A canned seafood recall stemming from inadequate processing records at an Oregon cannery has resulted in 16 secondary recalls to date but no illnesses, and the family-owned business is working to get back in compliance so it can restart operations before the end of the year. Skipanon Brand Seafoods LLC of Warrenton, OR, was issued a cease-and-desist order on Sept. 25, 2015, by the Oregon Department of Agriculture (ODA), and the department ordered a product embargo on Sept. 28, according to John Burr, an ODA food safety program manager in Salem, OR. The regulatory actions were prompted by a cannery visit from ODA and inspectors with the U.S. Food and Drug Administration (FDA), and the resulting recalls were due to potential contamination of the canned seafood products with Clostridium botulinum, whose toxin can cause foodborne botulism. “FDA did the original inspections, and they were the ones who discovered the lack of documentation. I’ve not heard that they’ve actually found botulism anywhere. That doesn’t minimize the seriousness of this because there is still a danger,” said Bruce Pokarney, ODA’s director of communications. Burr, who said he was recently down at the Skipanon cannery, had a similar view. “No botulism has been detected at all. No spores were detected, no toxin detected. If that were the case, I think the investigation would have been very different,” he said, adding, “Low-acid canning is probably the most regulated industry and for very good reason.” A spokeswoman for FDA’s San Francisco office would only confirm that the federal agency was involved and that the investigation is ongoing. “We haven’t come to any conclusions yet,” she told Food Safety News. “What is known is in the firm’s press release. We haven’t written the inspection report yet.” Mark Kujala, Skipanon’s managing member, described the situation this way: “There were some concerns about the process records that we had. Some, I guess, lack of documentation. When we started the recall effort, that was what they termed it as,” he said. “There were some issues updating our HACCP plans,” Kujala continued. “We had a process authority come down and review our process, and some of those things are being incorporated into our new process. We’ve had to file everything with the FDA.” Recall ripple effect On Oct. 9, 2015, Skipanon recalled all lots and all sizes of its own brand of canned seafood products (tuna, salmon, steelhead and sturgeon) because of the potential botulism risk. Subsequent secondary recalls of canned seafood products processed by Skipanon but bearing other brand labels include: Dungeness Seaworks, Sequim, WA; Brigham Fish Market, Cascade Locks, OR; Northwest Wild Products, Astoria, OR; Bornstein Seafood Inc. (including Krooke’s, Logger’s Choice, and Sharyn’s brands), Astoria, OR; The Spot, Garibaldi, OR; Pacific Oyster Co. (Pacific Seafood brand), dba The Fish Peddler, Bay City, OR; Garibaldi Cannery LLC, Garibaldi, OR, Ecola Seafoods Inc., Cannon Beach, OR; Vis Seafoods Inc., Bellingham, WA; Josephson’s Smokehouse of Astoria, OR; Gilmore Fish Smokehouse of Dallesport, WA; CSFPDX LLC of Garibaldi, OR; OleBob’s Seafoods of Ilwaco, WA; Sockeye Suzy’s Fish Co. of White Swan, WA, Farmer Creek of Cloverdale, OR, and Old Oregon Smokehouse of Rockaway, OR. Kujala explained that these are companies for which Skipanon does “co-packing,” meaning that these other firms bring the fish in and his company provides the canning services. “We want to work with them so we can minimize the impact on their businesses,” he said, adding, “Certainly this is hard on us, but I definitely feel extremely terrible for the people that we’ve done work for who have been trying to do their own recalls.” He said Skipanon has made some operational changes and is working toward reopening the cannery before the end of this year. “There were some things that we needed to correct, and we are doing that, and we are hoping to do processing again soon,” Kujala said. Low-acid canning regulations The Oregon agriculture department’s food safety program does not commonly take such strong enforcement actions regarding the businesses it regulates, Burr said. He noted that ODA’s focus is on training issues, record-keeping and floor operations to keep food purveyors and processors in compliance with state requirements. “They do have a HACCP plan,” he said of Skipanon. “HACCP is one facet of the seafood processing industry. If they’re doing wholesale seafood products, however, a lot of the controls fall under the low-acid canning regulations.” Burr said that in the low-acid canning world and in some other types of industry, a processing authority helps provide the scientific basis for time, temperature, pressure and other considerations important in safe canning procedures. The processing authority might be an organization, an academic person, someone with industry experience, a researcher, or maybe an equipment manufacturer, he said. “From when I went out there, they had already made great strides in correcting issues. And we instructed them to work with our process authority on issues such as filing all of their processes with the Food and Drug Administration,” Burr said. “We’ve asked them to update their seafood HACCP plan. We’ve talked to them about record-keeping requirements. We might have even encouraged them to consider taking some continuing education type stuff. We’ve asked them to track all the critical components, and we also asked them to validate the equipment and the processes — the adequacy of all the processing equipment and the entire process,” he added. Skipanon may not legally process any seafood products again until the cannery operation is in full compliance with state regulations, Burr noted. “FDA gets a lot of their jurisdiction through interstate commerce, and it is very possible that [Skipanon] may be shipping in-state for a while,” he said. “They could ship in-state if they get an OK from us, but until the FDA inspection is done, they probably won’t be shipping interstate.” State agriculture officials, along with those from FDA, are continuing to work with the cannery to make sure they know what is needed before getting a green light to restart operations. “This is not a chess game, and there has got to be full openness here,” Burr said. “They know what they need to do, and I think there is a clear understanding what that expectation is. I think they have considered the benefits of everything we’ve told them.” Kujala said that the plan now is for Skipanon to be in a position to reopen in the very near future. “We’re hopeful, yes,” he told Food Safety News. “This is a huge impact to us, and we’re just taking it day by day and trying to work with the Oregon Department of Ag and FDA to move forward on this.” What is botulism? According to the U.S. Centers for Disease Control and Prevention (CDC), foodborne botulism is a rare but serious paralytic illness caused by eating foods containing a nerve toxin produced by the bacterium Clostridium botulinum. While botulism can be fatal, CDC states that, in the past 50 years, the proportion of people who die from it has fallen from 50 percent to about 3-5 percent today. Symptoms of botulism include double vision, blurred vision, drooping eyelids, slurred speech, difficulty swallowing, dry mouth, and muscle weakness. In foodborne botulism, symptoms generally begin 18 to 36 hours after eating a contaminated food, but they can occur as early as 6 hours or as late as 10 days, CDC states. “Many cases of botulism are preventable. Foodborne botulism has often been from home-canned foods with low acid content, such as asparagus, green beans, beets and corn and is caused by failure to follow proper canning methods,” CDC adds.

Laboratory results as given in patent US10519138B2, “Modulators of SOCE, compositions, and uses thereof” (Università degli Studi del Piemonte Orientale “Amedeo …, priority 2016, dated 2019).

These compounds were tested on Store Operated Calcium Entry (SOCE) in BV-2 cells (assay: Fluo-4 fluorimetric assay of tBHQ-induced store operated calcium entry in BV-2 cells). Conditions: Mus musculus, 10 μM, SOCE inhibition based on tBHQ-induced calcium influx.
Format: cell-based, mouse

(To sign up for a free subscription to Food Safety News, click here.)